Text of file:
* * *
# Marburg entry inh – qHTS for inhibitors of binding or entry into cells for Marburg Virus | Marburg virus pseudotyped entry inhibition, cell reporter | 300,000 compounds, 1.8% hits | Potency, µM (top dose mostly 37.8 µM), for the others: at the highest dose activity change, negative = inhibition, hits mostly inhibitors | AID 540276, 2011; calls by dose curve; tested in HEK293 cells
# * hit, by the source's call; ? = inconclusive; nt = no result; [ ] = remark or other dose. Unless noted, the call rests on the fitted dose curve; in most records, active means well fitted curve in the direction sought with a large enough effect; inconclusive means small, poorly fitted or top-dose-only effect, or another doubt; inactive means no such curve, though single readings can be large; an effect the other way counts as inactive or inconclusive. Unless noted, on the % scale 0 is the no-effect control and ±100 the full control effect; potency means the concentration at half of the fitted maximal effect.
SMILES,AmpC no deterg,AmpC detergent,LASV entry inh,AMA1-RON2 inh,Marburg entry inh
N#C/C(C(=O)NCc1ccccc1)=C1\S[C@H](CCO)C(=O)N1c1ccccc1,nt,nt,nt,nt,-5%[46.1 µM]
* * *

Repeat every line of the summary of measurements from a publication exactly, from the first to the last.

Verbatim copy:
# Marburg entry inh – qHTS for inhibitors of binding or entry into cells for Marburg Virus | Marburg virus pseudotyped entry inhibition, cell reporter | 300,000 compounds, 1.8% hits | Potency, µM (top dose mostly 37.8 µM), for the others: at the highest dose activity change, negative = inhibition, hits mostly inhibitors | AID 540276, 2011; calls by dose curve; tested in HEK293 cells
# * hit, by the source's call; ? = inconclusive; nt = no result; [ ] = remark or other dose. Unless noted, the call rests on the fitted dose curve; in most records, active means well fitted curve in the direction sought with a large enough effect; inconclusive means small, poorly fitted or top-dose-only effect, or another doubt; inactive means no such curve, though single readings can be large; an effect the other way counts as inactive or inconclusive. Unless noted, on the % scale 0 is the no-effect control and ±100 the full control effect; potency means the concentration at half of the fitted maximal effect.
SMILES,AmpC no deterg,AmpC detergent,LASV entry inh,AMA1-RON2 inh,Marburg entry inh
N#C/C(C(=O)NCc1ccccc1)=C1\S[C@H](CCO)C(=O)N1c1ccccc1,nt,nt,nt,nt,-5%[46.1 µM]